Saints Justa and Rufina

Museum of Fine Art (Seville)

 

GOYA (1746-1828)

 

Francisco de Goya, born in Fuentetodos (province of Zaragoza), is one of the great masters in the history of worldwide art: his work encompasses easel painting and murals, etching and drawing. It reflects the turbulent historical period that he lived through, such as the Spanish War of Independence from France.

The Charge of the Mamluks depicts the uprising of the Madrid population against Napoleon’s army that took place on 2nd May 1808. The movements of the horses and the different characters give the painting a dynamic feel, at the same time as a sense of realism shown by the fallen bodies and rivers of blood.

 

The Charge of the Mamluks

The Prado Museum (Madrid)

 

FORTUNY (1838-1874)

 

Mariano Fortuny, born in Catalonia, was one of the most influential painters of the XIX century. Despite his premature death at the age of 35, his traditional style defined by painstaking drawing, luminosity and brilliant colours, meant his paintings became internationally renowned.

In The Choice of the Model, a good example of his precious style, we can see a group of academics dressed in the fashion of the day, choosing a beautiful model, who is standing on a table with a spotlight outlining her silhouette. The scene takes place in the Colonna Palace in Rome.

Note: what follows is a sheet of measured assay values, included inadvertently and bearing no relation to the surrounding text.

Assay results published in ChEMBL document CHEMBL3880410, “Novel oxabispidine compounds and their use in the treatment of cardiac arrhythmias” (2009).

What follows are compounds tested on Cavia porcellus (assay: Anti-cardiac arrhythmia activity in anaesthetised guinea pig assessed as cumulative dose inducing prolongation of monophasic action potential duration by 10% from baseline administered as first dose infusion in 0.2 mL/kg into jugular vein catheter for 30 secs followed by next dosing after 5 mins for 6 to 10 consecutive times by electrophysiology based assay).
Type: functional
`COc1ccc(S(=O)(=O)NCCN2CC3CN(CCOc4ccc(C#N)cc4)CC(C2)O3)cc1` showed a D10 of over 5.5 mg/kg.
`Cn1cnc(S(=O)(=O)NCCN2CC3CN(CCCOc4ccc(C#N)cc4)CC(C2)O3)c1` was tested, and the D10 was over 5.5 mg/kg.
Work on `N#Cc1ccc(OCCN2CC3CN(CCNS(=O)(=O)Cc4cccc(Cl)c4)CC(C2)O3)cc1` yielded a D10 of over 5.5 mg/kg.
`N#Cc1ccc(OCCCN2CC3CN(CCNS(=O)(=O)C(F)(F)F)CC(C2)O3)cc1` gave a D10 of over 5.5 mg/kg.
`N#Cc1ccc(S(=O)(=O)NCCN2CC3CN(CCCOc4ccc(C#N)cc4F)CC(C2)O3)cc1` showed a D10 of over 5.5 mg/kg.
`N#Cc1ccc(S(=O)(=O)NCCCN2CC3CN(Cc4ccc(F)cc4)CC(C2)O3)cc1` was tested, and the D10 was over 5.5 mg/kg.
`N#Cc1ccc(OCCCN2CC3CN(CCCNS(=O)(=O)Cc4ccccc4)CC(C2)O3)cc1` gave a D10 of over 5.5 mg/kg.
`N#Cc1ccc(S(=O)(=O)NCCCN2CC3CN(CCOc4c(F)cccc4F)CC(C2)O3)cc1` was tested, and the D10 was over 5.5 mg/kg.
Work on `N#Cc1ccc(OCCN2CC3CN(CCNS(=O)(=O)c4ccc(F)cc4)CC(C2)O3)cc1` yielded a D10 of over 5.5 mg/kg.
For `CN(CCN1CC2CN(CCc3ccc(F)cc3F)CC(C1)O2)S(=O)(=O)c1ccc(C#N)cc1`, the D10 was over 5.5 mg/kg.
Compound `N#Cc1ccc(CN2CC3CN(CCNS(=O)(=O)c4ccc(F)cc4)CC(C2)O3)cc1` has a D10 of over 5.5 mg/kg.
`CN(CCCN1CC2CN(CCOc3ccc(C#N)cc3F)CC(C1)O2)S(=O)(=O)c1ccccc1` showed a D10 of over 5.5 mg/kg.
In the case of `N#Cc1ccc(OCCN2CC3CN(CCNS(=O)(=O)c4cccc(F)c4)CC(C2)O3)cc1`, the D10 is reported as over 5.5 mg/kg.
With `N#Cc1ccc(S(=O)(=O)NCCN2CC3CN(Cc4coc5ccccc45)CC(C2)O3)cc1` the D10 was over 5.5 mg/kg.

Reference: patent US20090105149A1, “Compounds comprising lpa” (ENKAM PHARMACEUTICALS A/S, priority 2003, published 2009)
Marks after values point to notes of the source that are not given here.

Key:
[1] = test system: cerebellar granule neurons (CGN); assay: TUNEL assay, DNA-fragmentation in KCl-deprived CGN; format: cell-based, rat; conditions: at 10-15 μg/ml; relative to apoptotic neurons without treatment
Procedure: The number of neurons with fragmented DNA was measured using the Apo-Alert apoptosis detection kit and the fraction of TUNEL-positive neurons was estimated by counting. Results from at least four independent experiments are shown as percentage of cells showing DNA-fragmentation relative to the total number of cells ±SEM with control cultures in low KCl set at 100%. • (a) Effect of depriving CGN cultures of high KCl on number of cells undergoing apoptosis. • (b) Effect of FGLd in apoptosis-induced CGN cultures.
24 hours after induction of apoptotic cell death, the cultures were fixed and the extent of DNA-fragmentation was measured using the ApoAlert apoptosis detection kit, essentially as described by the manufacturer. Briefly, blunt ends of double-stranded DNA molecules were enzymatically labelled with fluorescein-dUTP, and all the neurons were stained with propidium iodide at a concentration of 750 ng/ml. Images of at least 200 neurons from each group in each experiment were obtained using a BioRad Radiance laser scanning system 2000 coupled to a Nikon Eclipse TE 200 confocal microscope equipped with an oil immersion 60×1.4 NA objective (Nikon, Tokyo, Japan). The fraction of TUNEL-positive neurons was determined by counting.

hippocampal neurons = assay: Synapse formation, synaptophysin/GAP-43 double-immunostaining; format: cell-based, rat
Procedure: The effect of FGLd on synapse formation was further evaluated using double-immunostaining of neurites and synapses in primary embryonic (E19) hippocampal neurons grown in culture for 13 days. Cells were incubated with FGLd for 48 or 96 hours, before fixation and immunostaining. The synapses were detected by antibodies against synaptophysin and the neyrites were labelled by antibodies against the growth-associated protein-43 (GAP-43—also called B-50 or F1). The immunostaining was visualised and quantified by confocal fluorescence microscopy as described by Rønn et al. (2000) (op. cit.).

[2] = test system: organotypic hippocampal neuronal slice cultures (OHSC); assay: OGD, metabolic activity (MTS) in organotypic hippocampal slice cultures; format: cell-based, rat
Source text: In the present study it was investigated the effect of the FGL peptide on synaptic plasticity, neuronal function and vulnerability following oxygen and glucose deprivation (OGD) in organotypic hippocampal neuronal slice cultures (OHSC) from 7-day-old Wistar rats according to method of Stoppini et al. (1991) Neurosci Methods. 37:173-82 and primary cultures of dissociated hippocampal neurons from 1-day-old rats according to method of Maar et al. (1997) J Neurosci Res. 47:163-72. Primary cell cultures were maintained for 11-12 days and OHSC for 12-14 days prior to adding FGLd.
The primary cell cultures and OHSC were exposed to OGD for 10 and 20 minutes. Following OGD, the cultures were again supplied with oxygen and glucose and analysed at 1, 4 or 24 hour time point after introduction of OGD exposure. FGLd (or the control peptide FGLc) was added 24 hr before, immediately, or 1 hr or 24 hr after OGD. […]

The Choice of the Model

The Corcoran Gallery (Washington)

 

SOROLLA (1863-1923)

 

The Valencian painter Joaquin Sorolla is characterized by his luminist style, very similar to Impressionism. The majority of his work takes place outdoors. It depicts daily life and Mediterranean
landscapes dominated by light.

In his Portrait of Alfonso XIII, he shows the King in real size, in the gardens of the Palace of the Granja of San Ildefonso, wearing the uniform of a Hussar in the colourful and luminous style of Spanish Impressionism.

 

Portrait of Alfonso XIII

National Heritage

 

PICASSO (1881-1973)

 

Pablo Picasso, born in Malaga but shaped as a painter in Barcelona and Paris, is perhaps the most significant painter of the XX century. From his beginnings in figurative painting to his blue and pink periods, he opened the way for the avant-garde, creating the Cubist style in which the shapes of nature are transformed by means of geometric figures.

In The Young Ladies of Avignon, the trailblazer for Cubism, he paints five women in a brothel in Barcelona whose naked bodies become a collection of angular drawings, more noticeable the more to the right of the painting they are situated.

 

The Young Ladies of Avignon

Museum of Modern Art (New York)

 

DALÍ (1904-1989)

 

Salvador Dalí, born in Figueras, was a multifaceted artist, standing out not only in painting but also in sculpture, stage design and literature. His extravagant personality and visionary imagination made him famous throughout the world. He was one of the main exponents of the surrealist style.

In his painting Dream Caused By The Flight Of A Bee he depicts Gala, his wife and muse, levitating in a maritime landscape where dreams stemming from outside events are introduced. 

 

Dream Caused By The Flight Of A Bee

Thyssen Museum (Madrid)